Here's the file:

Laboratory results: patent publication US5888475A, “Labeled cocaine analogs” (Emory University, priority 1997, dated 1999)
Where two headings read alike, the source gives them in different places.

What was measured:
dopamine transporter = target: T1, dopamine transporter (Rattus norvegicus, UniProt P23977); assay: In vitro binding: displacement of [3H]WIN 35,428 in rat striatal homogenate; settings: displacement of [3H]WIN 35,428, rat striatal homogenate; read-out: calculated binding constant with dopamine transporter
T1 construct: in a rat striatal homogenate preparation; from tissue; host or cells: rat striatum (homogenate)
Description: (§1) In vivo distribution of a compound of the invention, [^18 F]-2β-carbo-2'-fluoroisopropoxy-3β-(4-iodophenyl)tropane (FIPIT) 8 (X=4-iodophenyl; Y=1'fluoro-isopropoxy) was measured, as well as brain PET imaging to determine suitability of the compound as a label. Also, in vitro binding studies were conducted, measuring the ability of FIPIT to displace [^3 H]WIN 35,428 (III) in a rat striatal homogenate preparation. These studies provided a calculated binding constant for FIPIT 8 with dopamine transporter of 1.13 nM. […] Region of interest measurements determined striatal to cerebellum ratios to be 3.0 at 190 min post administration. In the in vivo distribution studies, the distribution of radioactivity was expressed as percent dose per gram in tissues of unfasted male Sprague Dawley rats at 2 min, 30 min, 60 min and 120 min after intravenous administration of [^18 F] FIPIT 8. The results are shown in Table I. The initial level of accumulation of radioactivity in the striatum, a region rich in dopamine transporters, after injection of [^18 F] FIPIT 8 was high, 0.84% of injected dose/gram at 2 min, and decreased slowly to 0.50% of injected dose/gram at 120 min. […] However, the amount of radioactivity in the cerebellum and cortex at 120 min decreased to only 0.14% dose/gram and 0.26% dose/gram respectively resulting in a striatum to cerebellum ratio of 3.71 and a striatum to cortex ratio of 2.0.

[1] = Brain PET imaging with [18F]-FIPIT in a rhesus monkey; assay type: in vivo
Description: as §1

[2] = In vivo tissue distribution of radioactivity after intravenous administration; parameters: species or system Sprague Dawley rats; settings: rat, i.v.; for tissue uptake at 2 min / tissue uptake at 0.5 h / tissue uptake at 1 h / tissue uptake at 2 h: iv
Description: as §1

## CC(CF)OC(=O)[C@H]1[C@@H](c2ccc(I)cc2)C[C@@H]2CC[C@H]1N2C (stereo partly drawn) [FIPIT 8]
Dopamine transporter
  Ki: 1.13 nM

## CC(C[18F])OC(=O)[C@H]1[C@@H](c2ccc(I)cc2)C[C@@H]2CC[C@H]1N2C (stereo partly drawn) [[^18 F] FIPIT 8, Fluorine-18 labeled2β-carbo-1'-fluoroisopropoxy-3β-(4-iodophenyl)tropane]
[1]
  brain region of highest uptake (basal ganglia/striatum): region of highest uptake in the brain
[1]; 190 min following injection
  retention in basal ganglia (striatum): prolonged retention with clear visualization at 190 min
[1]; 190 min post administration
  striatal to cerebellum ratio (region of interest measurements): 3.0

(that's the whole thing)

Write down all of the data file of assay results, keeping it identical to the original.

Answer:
Laboratory results: patent publication US5888475A, “Labeled cocaine analogs” (Emory University, priority 1997, dated 1999)
Where two headings read alike, the source gives them in different places.

What was measured:
dopamine transporter = target: T1, dopamine transporter (Rattus norvegicus, UniProt P23977); assay: In vitro binding: displacement of [3H]WIN 35,428 in rat striatal homogenate; settings: displacement of [3H]WIN 35,428, rat striatal homogenate; read-out: calculated binding constant with dopamine transporter
T1 construct: in a rat striatal homogenate preparation; from tissue; host or cells: rat striatum (homogenate)
Description: (§1) In vivo distribution of a compound of the invention, [^18 F]-2β-carbo-2'-fluoroisopropoxy-3β-(4-iodophenyl)tropane (FIPIT) 8 (X=4-iodophenyl; Y=1'fluoro-isopropoxy) was measured, as well as brain PET imaging to determine suitability of the compound as a label. Also, in vitro binding studies were conducted, measuring the ability of FIPIT to displace [^3 H]WIN 35,428 (III) in a rat striatal homogenate preparation. These studies provided a calculated binding constant for FIPIT 8 with dopamine transporter of 1.13 nM. […] Region of interest measurements determined striatal to cerebellum ratios to be 3.0 at 190 min post administration. In the in vivo distribution studies, the distribution of radioactivity was expressed as percent dose per gram in tissues of unfasted male Sprague Dawley rats at 2 min, 30 min, 60 min and 120 min after intravenous administration of [^18 F] FIPIT 8. The results are shown in Table I. The initial level of accumulation of radioactivity in the striatum, a region rich in dopamine transporters, after injection of [^18 F] FIPIT 8 was high, 0.84% of injected dose/gram at 2 min, and decreased slowly to 0.50% of injected dose/gram at 120 min. […] However, the amount of radioactivity in the cerebellum and cortex at 120 min decreased to only 0.14% dose/gram and 0.26% dose/gram respectively resulting in a striatum to cerebellum ratio of 3.71 and a striatum to cortex ratio of 2.0.

[1] = Brain PET imaging with [18F]-FIPIT in a rhesus monkey; assay type: in vivo
Description: as §1

[2] = In vivo tissue distribution of radioactivity after intravenous administration; parameters: species or system Sprague Dawley rats; settings: rat, i.v.; for tissue uptake at 2 min / tissue uptake at 0.5 h / tissue uptake at 1 h / tissue uptake at 2 h: iv
Description: as §1

## CC(CF)OC(=O)[C@H]1[C@@H](c2ccc(I)cc2)C[C@@H]2CC[C@H]1N2C (stereo partly drawn) [FIPIT 8]
Dopamine transporter
  Ki: 1.13 nM

## CC(C[18F])OC(=O)[C@H]1[C@@H](c2ccc(I)cc2)C[C@@H]2CC[C@H]1N2C (stereo partly drawn) [[^18 F] FIPIT 8, Fluorine-18 labeled2β-carbo-1'-fluoroisopropoxy-3β-(4-iodophenyl)tropane]
[1]
  brain region of highest uptake (basal ganglia/striatum): region of highest uptake in the brain
[1]; 190 min following injection
  retention in basal ganglia (striatum): prolonged retention with clear visualization at 190 min
[1]; 190 min post administration
  striatal to cerebellum ratio (region of interest measurements): 3.0